American Dream Essay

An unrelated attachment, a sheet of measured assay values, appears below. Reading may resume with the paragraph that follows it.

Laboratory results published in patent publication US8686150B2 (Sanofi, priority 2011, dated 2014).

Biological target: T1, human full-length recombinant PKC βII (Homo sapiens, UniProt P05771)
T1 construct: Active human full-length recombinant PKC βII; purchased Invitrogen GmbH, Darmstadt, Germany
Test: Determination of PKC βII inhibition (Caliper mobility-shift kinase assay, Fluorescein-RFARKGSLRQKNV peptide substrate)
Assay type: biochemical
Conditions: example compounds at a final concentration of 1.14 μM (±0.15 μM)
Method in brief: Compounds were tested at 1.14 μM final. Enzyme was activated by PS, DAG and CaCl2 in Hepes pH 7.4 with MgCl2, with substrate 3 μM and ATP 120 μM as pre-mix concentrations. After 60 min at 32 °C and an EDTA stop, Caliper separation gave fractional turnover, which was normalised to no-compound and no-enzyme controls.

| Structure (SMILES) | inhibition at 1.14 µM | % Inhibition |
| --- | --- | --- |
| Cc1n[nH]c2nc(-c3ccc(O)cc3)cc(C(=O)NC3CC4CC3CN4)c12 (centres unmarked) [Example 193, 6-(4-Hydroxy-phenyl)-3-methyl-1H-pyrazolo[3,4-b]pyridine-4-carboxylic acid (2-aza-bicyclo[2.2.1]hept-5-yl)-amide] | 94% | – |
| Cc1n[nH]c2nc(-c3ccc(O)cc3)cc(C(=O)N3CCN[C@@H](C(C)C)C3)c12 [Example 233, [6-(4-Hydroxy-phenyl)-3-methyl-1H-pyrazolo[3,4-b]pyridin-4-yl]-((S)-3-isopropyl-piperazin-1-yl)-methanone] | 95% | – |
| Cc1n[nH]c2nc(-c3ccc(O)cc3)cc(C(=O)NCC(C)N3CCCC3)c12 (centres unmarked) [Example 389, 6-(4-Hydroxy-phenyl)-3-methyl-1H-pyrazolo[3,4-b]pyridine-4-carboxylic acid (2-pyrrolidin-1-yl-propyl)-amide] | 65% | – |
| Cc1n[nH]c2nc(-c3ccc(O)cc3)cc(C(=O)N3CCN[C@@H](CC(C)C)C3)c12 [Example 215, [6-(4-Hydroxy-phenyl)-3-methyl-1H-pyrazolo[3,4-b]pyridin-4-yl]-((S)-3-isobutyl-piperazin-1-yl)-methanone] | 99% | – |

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Stephen Kerstein Mr. Williams AP English 9 April 2014 Reality For Some Opportunity For All “I have made no secret of my disdain for Chef Gusteau's famous motto, "Anyone can cook." But I realize, only now do I truly understand what he meant. Not everyone can become a great [cook]; but a great [cook] can come from anywhere” (Ratatouille). From the depths of Chef Gusteau’s Parisian Dining room, Anton Ego delivers the above quotation in the Disney Pixar movie Ratatouille. While ironically French, the point conveyed in the quote provides much inspiration for my view of the American dream. Coined by James Truslow Adams in 1931, the term American Dream holds different meanings to different people. In spite of varying definitions, the theme of success rings true for all Americans and it is here that I find the connection between the fictional Anton Ego and my own view of the American Dream. For the epiphany he reached with the true meaning of Gusteau’s “Anyone can cook” parallels my view on the American Dream: not everyone will achieve the American Dream, but a person that does achieve the America Dream can come from anywhere. What do you see when you look at your car? I see a four-door, powder blue minivan. Maybe you see a jet-black sedan or a cherry red pickup truck, but at the end of the day almost all American families own some kind of car. Henry Ford, with his Model T Ford, dreamt of the day when an automobile would sit in the driveway of every American household and, for the most part, that dream has become a reality. The car has become a symbol of mobility in America, literally and figuratively a vehicle to take us to a better place. In the movie Good Will Hunting, born into poverty in South Boston, and stuck into a dead end job, Will Hunting struggles to find happiness in his life. Through the help of both new and old friends, Sean and Chucky, Will’s mind

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